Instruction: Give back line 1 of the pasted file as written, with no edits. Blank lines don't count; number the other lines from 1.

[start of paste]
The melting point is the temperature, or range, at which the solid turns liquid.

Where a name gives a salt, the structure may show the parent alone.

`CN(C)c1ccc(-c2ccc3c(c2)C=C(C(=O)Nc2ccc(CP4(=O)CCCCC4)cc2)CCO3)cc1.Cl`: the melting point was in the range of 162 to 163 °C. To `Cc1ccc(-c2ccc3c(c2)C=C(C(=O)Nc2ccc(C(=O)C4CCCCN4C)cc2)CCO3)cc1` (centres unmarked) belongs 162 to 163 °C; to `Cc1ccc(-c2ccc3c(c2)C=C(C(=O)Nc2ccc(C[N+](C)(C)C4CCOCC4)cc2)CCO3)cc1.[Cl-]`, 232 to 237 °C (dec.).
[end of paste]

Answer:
The melting point is the temperature, or range, at which the solid turns liquid.